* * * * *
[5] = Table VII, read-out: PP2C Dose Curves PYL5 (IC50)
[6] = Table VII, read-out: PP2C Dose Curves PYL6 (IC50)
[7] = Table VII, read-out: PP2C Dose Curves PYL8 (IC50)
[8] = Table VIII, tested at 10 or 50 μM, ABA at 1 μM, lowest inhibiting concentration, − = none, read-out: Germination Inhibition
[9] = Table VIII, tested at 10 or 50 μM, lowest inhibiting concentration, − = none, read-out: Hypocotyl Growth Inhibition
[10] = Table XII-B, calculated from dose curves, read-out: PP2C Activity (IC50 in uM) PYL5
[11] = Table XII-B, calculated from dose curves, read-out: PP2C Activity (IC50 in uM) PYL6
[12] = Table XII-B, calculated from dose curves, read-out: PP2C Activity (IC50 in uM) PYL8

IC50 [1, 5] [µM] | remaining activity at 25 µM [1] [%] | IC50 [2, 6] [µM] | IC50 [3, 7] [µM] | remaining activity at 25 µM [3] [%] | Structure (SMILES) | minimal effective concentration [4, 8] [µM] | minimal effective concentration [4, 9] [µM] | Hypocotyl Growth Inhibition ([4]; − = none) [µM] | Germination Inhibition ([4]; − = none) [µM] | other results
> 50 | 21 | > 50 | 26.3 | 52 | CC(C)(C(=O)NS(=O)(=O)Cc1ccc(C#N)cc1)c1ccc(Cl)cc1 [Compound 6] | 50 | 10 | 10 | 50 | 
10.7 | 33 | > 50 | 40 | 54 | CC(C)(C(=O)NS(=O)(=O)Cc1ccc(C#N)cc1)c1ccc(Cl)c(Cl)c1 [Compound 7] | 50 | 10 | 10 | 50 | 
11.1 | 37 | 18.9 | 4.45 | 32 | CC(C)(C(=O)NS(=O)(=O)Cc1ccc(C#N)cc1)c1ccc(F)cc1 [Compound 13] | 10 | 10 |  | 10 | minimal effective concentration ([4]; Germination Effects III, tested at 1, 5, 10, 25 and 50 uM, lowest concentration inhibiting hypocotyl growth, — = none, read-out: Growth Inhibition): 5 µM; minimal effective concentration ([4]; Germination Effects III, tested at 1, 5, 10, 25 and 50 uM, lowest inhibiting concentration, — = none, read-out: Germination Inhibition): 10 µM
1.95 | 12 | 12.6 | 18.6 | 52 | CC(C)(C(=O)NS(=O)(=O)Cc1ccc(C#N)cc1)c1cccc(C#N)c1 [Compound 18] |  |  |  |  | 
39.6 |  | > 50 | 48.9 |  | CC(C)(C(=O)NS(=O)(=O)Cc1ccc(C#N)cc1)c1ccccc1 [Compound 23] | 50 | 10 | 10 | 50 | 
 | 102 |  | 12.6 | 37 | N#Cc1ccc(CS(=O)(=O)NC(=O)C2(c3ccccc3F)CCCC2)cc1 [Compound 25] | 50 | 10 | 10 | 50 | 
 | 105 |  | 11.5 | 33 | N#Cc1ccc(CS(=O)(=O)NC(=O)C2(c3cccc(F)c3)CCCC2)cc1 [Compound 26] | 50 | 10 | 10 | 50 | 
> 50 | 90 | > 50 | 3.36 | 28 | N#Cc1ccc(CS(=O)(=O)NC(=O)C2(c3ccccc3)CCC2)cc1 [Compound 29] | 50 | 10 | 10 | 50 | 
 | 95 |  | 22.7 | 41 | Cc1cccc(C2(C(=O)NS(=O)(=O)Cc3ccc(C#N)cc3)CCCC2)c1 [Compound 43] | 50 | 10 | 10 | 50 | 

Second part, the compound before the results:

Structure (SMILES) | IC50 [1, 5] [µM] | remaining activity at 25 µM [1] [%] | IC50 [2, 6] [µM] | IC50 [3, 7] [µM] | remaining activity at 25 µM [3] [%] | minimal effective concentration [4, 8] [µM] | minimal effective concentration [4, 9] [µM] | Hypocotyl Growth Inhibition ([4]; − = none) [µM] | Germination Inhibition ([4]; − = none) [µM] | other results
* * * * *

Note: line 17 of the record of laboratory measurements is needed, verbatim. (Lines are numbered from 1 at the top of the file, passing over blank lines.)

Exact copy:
> 50 | 90 | > 50 | 3.36 | 28 | N#Cc1ccc(CS(=O)(=O)NC(=O)C2(c3ccccc3)CCC2)cc1 [Compound 29] | 50 | 10 | 10 | 50 | 